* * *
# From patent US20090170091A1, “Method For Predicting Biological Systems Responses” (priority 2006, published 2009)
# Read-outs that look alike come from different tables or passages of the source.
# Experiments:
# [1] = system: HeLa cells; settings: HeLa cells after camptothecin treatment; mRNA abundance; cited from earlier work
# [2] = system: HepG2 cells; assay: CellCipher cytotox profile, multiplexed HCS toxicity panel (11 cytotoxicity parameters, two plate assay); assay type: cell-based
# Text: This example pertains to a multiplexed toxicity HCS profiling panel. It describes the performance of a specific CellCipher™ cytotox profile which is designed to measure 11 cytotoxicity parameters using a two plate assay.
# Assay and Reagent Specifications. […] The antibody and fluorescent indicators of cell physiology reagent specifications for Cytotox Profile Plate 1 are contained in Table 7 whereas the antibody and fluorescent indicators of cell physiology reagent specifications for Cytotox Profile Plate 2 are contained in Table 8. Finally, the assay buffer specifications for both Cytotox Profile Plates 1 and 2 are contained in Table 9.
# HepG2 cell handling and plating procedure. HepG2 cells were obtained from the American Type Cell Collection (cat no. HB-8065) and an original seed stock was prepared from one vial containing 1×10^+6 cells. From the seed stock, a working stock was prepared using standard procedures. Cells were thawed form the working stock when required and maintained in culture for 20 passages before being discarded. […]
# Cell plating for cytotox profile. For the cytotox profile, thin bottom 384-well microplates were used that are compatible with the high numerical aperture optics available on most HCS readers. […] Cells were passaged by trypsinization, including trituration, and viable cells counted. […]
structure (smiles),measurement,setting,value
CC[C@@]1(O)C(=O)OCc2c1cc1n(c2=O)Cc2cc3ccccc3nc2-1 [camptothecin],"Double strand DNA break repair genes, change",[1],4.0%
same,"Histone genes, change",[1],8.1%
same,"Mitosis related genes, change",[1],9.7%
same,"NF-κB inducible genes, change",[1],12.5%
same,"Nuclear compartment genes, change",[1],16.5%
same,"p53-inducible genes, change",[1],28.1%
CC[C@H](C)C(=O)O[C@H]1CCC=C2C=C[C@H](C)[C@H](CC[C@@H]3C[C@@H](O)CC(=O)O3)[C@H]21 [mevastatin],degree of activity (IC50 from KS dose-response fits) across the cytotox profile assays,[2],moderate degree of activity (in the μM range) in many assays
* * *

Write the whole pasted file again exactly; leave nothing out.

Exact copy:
# From patent US20090170091A1, “Method For Predicting Biological Systems Responses” (priority 2006, published 2009)
# Read-outs that look alike come from different tables or passages of the source.
# Experiments:
# [1] = system: HeLa cells; settings: HeLa cells after camptothecin treatment; mRNA abundance; cited from earlier work
# [2] = system: HepG2 cells; assay: CellCipher cytotox profile, multiplexed HCS toxicity panel (11 cytotoxicity parameters, two plate assay); assay type: cell-based
# Text: This example pertains to a multiplexed toxicity HCS profiling panel. It describes the performance of a specific CellCipher™ cytotox profile which is designed to measure 11 cytotoxicity parameters using a two plate assay.
# Assay and Reagent Specifications. […] The antibody and fluorescent indicators of cell physiology reagent specifications for Cytotox Profile Plate 1 are contained in Table 7 whereas the antibody and fluorescent indicators of cell physiology reagent specifications for Cytotox Profile Plate 2 are contained in Table 8. Finally, the assay buffer specifications for both Cytotox Profile Plates 1 and 2 are contained in Table 9.
# HepG2 cell handling and plating procedure. HepG2 cells were obtained from the American Type Cell Collection (cat no. HB-8065) and an original seed stock was prepared from one vial containing 1×10^+6 cells. From the seed stock, a working stock was prepared using standard procedures. Cells were thawed form the working stock when required and maintained in culture for 20 passages before being discarded. […]
# Cell plating for cytotox profile. For the cytotox profile, thin bottom 384-well microplates were used that are compatible with the high numerical aperture optics available on most HCS readers. […] Cells were passaged by trypsinization, including trituration, and viable cells counted. […]
structure (smiles),measurement,setting,value
CC[C@@]1(O)C(=O)OCc2c1cc1n(c2=O)Cc2cc3ccccc3nc2-1 [camptothecin],"Double strand DNA break repair genes, change",[1],4.0%
same,"Histone genes, change",[1],8.1%
same,"Mitosis related genes, change",[1],9.7%
same,"NF-κB inducible genes, change",[1],12.5%
same,"Nuclear compartment genes, change",[1],16.5%
same,"p53-inducible genes, change",[1],28.1%
CC[C@H](C)C(=O)O[C@H]1CCC=C2C=C[C@H](C)[C@H](CC[C@@H]3C[C@@H](O)CC(=O)O3)[C@H]21 [mevastatin],degree of activity (IC50 from KS dose-response fits) across the cytotox profile assays,[2],moderate degree of activity (in the μM range) in many assays